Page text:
Australian Family Physician
Australian Family Physician


Volume 42, Issue 4, April 2013

Managing same day appointments A qualitative study in Australian general practice

Marie Pirotta Elizabeth M Deveny Malcolm Clark Meredith Temple-Smith Ruby Biezen Belinda Garth Cathy Hutton
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General practices are required to have flexible systems to accommodate urgent appointments. Not all patients requesting a same day appointment receive one. There is scant research detailing how requests for same day appointments are managed. Our study examined this issue from the perspective of practice staff.
Practice policies must make clear roles and responsibilities for all staff managing patient appointments. Aspects of clinic policies and practices could be reviewed to reduce medicolegal risk and additional workload caused by non-medically urgent needs.
All but three practices set aside appointments for patients requesting a same day appointment. Themes included contradictions between policy and practice and the role of experience in determining urgency. Five types of urgent needs for same day appointments were identified: medical, administrative, therapeutic, logistic and emotional.

Managing same day appointments in Australian general practice clinics is important, as demand for GP appointments is high and supply is limited.3 One of the aims of The Australian Primary Care Collaboratives Program was to improve access to general practice.4 While The Royal Australian College of General Practitioners (RACGP) requires practices to have flexible systems to accommodate urgent appointments,5 a recent survey found that 75% of people seeking urgent care reported seeing a GP on the same day that they needed the care, 13% saw the GP the next day, and 12% waited 2 or more days to see a GP.6 Thus, almost 600 000 Australian patients with urgent need over 1 year did not get a same day appointment. Assessment of clinical urgency requires a consistent approach to assessment and categorisation based on objective clinical criteria.7 In 2002, the New South Wales Court of Appeal ruled that ‘a doctor’s receptionist has a duty of care to assess a patient’s condition, determine the urgency of the case and make an appointment based on the urgency of the patient’s symptoms’.8 It also noted the need for policy and training to guide receptionists.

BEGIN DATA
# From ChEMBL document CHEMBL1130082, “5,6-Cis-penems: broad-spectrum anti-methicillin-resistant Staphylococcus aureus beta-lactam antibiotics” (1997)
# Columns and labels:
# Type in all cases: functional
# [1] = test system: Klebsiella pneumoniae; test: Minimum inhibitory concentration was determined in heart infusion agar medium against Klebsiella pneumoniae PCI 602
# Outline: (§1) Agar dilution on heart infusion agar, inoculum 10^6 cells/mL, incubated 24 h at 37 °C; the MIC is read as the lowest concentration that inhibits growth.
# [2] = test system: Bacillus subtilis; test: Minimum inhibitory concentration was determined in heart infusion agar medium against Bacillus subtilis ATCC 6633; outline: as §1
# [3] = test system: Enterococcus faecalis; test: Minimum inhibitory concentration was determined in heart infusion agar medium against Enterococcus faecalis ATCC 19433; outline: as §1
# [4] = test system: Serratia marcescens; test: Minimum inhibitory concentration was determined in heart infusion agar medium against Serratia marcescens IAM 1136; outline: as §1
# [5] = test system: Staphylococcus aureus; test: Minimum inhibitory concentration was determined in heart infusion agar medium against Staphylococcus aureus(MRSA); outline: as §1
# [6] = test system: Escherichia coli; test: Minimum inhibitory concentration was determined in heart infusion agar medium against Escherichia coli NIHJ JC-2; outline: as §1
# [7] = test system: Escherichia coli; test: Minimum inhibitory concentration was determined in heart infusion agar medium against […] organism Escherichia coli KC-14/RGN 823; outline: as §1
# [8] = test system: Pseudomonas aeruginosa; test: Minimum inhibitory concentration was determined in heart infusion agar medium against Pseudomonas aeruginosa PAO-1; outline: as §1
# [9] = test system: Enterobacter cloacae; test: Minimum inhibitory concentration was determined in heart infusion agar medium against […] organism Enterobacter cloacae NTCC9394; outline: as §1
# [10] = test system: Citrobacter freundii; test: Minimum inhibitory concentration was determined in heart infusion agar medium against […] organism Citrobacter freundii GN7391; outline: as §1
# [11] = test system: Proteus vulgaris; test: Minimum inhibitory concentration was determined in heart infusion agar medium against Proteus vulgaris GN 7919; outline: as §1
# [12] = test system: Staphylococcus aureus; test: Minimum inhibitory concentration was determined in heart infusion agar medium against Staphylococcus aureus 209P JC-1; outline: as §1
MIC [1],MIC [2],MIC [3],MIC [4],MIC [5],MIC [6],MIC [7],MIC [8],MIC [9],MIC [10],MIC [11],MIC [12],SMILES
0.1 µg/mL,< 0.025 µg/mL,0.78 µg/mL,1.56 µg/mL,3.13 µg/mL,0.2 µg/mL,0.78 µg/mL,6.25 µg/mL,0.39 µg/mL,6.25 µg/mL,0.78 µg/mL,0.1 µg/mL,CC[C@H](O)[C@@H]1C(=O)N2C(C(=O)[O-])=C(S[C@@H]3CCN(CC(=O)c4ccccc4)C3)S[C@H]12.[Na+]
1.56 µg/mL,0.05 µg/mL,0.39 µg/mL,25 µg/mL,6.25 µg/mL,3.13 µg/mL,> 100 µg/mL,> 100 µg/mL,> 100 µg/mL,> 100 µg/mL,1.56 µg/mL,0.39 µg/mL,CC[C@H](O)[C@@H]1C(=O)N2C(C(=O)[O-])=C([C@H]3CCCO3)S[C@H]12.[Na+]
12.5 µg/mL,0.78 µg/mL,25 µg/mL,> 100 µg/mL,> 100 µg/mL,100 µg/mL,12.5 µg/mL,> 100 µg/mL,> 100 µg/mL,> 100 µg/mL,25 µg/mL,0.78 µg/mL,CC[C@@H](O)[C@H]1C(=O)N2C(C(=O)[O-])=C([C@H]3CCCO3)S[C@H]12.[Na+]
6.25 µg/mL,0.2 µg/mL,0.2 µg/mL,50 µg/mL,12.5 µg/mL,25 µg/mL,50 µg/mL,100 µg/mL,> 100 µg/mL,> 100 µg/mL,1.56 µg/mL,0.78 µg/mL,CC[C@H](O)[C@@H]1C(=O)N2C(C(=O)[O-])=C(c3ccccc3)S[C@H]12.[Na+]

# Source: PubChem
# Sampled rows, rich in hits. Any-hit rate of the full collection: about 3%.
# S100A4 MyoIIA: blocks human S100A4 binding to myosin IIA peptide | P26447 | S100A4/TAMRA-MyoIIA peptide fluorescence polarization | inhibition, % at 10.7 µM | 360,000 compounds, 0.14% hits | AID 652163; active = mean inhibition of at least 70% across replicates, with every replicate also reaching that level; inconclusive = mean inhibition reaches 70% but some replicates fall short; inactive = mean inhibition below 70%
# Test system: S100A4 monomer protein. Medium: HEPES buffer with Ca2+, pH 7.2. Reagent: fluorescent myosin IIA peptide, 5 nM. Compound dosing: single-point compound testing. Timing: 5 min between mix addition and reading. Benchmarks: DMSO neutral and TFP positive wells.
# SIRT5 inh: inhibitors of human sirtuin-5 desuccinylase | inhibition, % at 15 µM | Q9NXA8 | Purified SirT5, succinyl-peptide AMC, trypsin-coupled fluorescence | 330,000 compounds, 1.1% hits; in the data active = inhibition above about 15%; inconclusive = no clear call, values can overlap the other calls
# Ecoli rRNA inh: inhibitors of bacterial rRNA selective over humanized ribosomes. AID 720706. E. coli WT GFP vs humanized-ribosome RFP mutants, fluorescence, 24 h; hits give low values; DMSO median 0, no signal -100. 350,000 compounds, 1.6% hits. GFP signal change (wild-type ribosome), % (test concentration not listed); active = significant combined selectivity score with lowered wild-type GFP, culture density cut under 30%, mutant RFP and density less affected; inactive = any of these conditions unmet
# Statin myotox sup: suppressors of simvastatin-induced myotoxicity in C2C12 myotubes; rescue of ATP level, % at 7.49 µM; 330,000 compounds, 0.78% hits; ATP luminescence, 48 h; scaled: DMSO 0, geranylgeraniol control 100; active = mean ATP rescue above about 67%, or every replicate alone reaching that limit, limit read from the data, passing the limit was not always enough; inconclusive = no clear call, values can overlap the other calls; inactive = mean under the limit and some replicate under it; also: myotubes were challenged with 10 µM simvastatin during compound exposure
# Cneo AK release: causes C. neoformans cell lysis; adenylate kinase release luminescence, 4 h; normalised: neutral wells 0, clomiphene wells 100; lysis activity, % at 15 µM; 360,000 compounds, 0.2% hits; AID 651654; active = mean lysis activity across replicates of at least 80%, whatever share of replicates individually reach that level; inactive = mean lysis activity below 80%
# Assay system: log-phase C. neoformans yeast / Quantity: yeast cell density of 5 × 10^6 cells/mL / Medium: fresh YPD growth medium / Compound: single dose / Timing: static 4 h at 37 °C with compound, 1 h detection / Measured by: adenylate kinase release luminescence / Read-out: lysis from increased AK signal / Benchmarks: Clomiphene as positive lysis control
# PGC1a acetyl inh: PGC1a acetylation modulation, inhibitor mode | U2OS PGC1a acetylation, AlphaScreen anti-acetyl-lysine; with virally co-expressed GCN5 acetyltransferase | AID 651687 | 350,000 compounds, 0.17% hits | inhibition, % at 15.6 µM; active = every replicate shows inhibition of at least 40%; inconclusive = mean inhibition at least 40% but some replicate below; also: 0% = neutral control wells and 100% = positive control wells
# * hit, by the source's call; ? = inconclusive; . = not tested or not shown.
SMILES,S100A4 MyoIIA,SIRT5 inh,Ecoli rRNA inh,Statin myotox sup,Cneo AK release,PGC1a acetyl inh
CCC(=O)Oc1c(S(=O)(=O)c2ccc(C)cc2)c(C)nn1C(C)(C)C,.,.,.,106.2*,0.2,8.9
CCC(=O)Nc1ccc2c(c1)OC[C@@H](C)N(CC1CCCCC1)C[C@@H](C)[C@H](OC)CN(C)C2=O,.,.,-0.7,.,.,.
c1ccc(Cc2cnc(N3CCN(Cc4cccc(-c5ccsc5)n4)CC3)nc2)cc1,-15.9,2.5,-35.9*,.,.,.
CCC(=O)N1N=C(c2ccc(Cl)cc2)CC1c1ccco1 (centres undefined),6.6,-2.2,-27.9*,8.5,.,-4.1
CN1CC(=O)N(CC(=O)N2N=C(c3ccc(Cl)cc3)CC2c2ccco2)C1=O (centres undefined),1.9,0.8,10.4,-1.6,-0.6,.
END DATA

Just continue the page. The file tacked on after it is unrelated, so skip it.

Most research about appointment making in the general practice setting has been conducted in the United Kingdom,2,9–17 and has not exclusively examined managing same day appointment requests. Relevant Australian research focuses only on nurse triage systems18 and suggestions for improving appointment scheduling.19 It is unclear how receptionists, GPs and other practice staff in Australian general practices manage requests for same day appointments.

General practitioners and general practice nurse committee members of VicReN, a Victorian general practice based research network, identified management of requests for same day appointments as an issue of concern in their practices, as demand for these appointments often outweighed capacity. The aim of this study was to examine the systems used in a range of general practices to manage requests for same day appointments, by exploring the experiences and perceptions of the responsible practice staff.